An ex-convict returns to his Chicago community a changed man—but maybe not for the better—in this “vivid, suspenseful, funny, and compassionate novel” (Booklist).
One of Booklist*’s Top 10 First Novels of the Year*
One of Roxane Gay’s Top 10 Books of the Year
After fourteen years in prison, Gerald “Stew Pot” Reeves, age thirty-one, returns home to live with his mom in Parkland, a black middle-class neighborhood on Chicago’s South Side. The residents are in a tailspin, dreading the arrival of the man they remember as a frightening delinquent. The anxiety only grows when Stew Pot announces that he experienced a religious awakening in prison.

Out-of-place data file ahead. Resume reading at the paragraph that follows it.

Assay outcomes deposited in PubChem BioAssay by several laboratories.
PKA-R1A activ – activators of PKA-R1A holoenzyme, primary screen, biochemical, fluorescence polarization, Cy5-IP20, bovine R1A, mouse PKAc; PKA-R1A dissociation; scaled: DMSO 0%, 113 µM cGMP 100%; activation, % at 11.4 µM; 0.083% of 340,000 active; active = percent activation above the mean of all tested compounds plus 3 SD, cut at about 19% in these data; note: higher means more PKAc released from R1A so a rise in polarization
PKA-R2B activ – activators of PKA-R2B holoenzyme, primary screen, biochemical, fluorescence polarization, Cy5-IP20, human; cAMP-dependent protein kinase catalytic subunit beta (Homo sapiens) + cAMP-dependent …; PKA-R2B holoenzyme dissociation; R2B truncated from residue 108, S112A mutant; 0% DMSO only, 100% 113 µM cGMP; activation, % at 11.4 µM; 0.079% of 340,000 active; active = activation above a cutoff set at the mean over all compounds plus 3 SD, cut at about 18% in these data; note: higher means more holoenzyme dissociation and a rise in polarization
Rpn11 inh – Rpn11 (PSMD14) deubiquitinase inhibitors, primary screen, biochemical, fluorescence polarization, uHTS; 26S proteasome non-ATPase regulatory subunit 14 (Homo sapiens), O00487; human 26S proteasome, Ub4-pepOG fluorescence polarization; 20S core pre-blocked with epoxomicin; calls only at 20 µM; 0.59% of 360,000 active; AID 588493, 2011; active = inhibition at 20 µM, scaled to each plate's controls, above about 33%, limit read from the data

Most folks are skeptical, with one notable exception: Mrs. Motley, a widowed retired librarian and the Reeves’ next-door neighbor, who loans Stew Pot a Bible, which is seen by him and many in the community as a friendly gesture. With uncompromising fervor (and with a new pit bull named John the Baptist), Stew Pot soon appoints himself the moral judge of Parkland—and starts wreaking havoc on people’s lives. Before long, tension and suspicion reign, and this close-knit community must reckon with questions of faith, fear, and forgiveness . . .
“[A] novel of epiphanies, tragedies, and transformations . . . perfect for book clubs.” —Booklist, starred review
“May slowly builds suspense as he persuasively unfolds the narrative in this work that reads like an Agatha Christie mystery.” —Library Journal
“A wonderful urban novel full of vitality and pathos and grit.” —Dennis Lehane